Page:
The defense now had the ammunition they needed – why didn’t Johnson’s mother ask what the lies Cosby was allegedly spreading were, how come she directed her daughter to go to human resources, why didn’t she discuss this alleged sexually assault for nearly two decades, and the major question was – why didn’t she tell her daughter to call the police when she found out she was sexually assaulted?
NEW SUSPECT INTRODUCED
The defense now introduced another suspect – Tom Illius from William Morris, Kelly Johnson’s former boss. According to the lawyers, Johnson filed a workers compensation lawsuit against William Morris in 1996, which her mother claims she was unaware of. “You knew she had a lawyer, right?” the defense asked. “No,” Sewell responded. “She had no lawyer.”
Sewell then recanted and stated that she didn’t have a lawyer that she personally hired, hinting that there was an attorney hired from somewhere. “Was Mr. Cosby nice to you,” referencing back to the Las Vegas event. “Yes, very kind.” Sewell mentioned.
The defense then questioned her daughters relationship with her former boss, asking “Kelly in the early 1990s was very unhappy with her job, correct?” Sewell simply replied “No.” When the defense asked if she ever complained, Sewell told the court “No. But Tom was never an easy person to work for.”
“EXACTLY!” the defense shouted. “She was so tired of how Tom treated her,” the defense continued. “She didn’t want to work for him when she returned from maternity leave.” Sewell explained that Tom told her daughter that she was not permitted to return to work due to the extremely long break Johnson took during her maternity leave. When asked if Tom was difficult, Sewell told the court that “She said Tom was not an easy person to work for.”
When the defense asked Sewell if she knew that Tom was an overly abusive man, the prosecution objected stating that the question was “beyond the scope.” Judge O’Neill stated he wanted to explore other possibilities of why Johnson might’ve left William Morris – a great play as the next line of questions showed that Johnson might’ve had other reasons for parting ways with William Morris.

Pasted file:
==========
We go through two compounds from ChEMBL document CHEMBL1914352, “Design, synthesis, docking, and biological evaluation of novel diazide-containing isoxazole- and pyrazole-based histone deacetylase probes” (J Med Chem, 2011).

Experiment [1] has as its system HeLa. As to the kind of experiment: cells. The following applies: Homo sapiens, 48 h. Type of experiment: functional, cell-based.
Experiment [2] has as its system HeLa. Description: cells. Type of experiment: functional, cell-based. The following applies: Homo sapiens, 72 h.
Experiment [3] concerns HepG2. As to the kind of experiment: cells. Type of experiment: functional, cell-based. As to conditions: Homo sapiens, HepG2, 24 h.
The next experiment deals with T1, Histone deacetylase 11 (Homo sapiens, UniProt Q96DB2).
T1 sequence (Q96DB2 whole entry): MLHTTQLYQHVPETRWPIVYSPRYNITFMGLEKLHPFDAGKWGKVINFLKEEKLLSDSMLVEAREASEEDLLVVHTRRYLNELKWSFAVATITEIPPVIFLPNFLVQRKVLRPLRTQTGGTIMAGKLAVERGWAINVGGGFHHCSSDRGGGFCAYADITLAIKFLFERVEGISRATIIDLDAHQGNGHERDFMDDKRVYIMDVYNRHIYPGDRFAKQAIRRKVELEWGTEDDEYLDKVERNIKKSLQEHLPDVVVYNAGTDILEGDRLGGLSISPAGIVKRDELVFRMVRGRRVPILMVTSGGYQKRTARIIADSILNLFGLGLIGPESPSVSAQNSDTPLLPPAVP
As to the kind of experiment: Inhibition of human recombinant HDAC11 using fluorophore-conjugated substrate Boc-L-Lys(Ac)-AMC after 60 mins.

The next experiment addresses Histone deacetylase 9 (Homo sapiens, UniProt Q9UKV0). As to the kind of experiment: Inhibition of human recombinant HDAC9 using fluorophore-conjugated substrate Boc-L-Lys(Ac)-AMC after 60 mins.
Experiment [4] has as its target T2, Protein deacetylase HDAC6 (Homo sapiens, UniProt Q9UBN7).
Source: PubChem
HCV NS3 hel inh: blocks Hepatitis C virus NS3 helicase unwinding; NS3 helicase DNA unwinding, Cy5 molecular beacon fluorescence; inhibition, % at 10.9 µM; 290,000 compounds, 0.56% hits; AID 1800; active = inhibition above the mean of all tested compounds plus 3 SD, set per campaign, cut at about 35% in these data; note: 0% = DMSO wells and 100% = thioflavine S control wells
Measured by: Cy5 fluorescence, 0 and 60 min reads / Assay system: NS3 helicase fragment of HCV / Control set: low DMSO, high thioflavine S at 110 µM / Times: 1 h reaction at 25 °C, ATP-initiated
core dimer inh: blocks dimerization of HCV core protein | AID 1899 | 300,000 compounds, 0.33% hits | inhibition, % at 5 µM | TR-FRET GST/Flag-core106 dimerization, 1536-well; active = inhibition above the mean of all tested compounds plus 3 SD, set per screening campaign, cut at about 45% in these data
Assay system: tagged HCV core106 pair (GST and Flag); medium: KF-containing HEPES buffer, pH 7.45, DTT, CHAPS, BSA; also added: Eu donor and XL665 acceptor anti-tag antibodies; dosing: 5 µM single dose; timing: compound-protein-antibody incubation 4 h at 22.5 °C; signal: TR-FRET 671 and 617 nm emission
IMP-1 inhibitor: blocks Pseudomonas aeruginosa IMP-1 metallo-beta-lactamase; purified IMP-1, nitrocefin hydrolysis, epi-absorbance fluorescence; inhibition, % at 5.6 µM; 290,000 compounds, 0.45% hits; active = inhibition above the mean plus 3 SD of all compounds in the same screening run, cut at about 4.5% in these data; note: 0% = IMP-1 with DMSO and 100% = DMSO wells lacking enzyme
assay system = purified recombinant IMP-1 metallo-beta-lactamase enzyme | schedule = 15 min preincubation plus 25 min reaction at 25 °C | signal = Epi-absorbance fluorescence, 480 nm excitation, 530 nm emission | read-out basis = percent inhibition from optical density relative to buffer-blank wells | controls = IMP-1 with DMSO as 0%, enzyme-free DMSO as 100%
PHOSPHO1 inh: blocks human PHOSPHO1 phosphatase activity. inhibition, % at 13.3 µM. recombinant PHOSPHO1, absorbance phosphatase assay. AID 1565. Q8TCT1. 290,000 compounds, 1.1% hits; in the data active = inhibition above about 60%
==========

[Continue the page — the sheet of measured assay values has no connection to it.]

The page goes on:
“Did your daughter tell you Tom was abusive, told her to lose weight and made sexual and elude comments to her?” Sewell told the defense, “never.”
THE RUNDOWN – DEFENSE v. VICTIM’S MOTHER
- Defense: “But you knew in the past that’s how he treated her, correct?”
- Sewell: “No.”
- Defense: “She had no other stressors when she left William Morris?”
- Sewell: “Well, she was a single parent, whatever stressors that may bring.”
- Defense: “Didn’t she call you about a conversation she had with Tom worried that she might be getting fired?”
- Sewell: “No.”
- Defense: She had been reprimanded in the past at William Morris, right?”
- Sewell: “I don’t recall ever knowing that.”
…. the prosecution then asked Judge O’Neill to step to the sidebar – which O’Neill denied, stating “we need to know if there are any other reasons to why she left. I need to know this.”
- Defense: “She was originally working with Tom before becoming a floater and then returning back to Tom again, correct?”
- Sewell: “That was the nature of the work and the assignments of the work in my understanding.”
- Defense: “Did she say she had been confronted by Tom for socializing with Mr. Cosby and this was the second time she was called out for socializing with William Morris clients?”
- Sewell: “No.”
- Defense: “Was she put on leave for having been socializing and ultimately having a child with a William Morris client?”
…. the prosecution then objected, which Judge O’Neill sustained.
- Defense: “You’re sitting here today talking about an emotional phone call you got from your daughter over 21 years ago. You don’t know what day or month that was?”
- Sewell: “No.”
- Defense: “Over the last 15-20 years or last few weeks you didn’t discuss the call?”
- Sewell: “No.”
- Defense: “You don’t have any personal knowledge of what happened between Kelly Johnson and Mr. Cosby?”
- Sewell: “I was not there, no.”
- Defense: “You didn’t tell her to call the police right?”
- Sewell: “When?”
- Defense: “When she called you.”
- Sewell: “When she said she might be fired?”
- Defense: “Yes.”
- Sewell: “No.”
- Defense: “You didn’t tell her to go to the police after she told you she might’ve been hurt by Mr. Cosby?”
- Sewell: “No. I was there with her father.”
- Defense: “You love your daughter don’t you?”
- Sewell: “Very much.”
- Defense: “As a mother you just want your child to be happy?”
- Sewell: “Absolutely”
- Defense: “You’re here today because you want to help her out right?”
- Sewell: “I’m here to tell what I know about what happened to my daughter.”
- Defense: “And what you know with all due respect is what your daughter has told you correct?”
- Sewell: “Yes.”
- Defense: “You weren’t there to protect her or to even see if what she told you was correct right?”
- Sewell: “Yes.”
At 1:32 p.m. the defense asked for a mistrial – stating that the attorney from William Morris wasn’t able to even recall information from his own notes. Judge O’Neill denied the motion.
Additional testimonies will be provided shortly as we are unable to transmit information from the courtroom.
(Reporting by Nik Hatziefstathiou; Editing by Derick Dilsworth)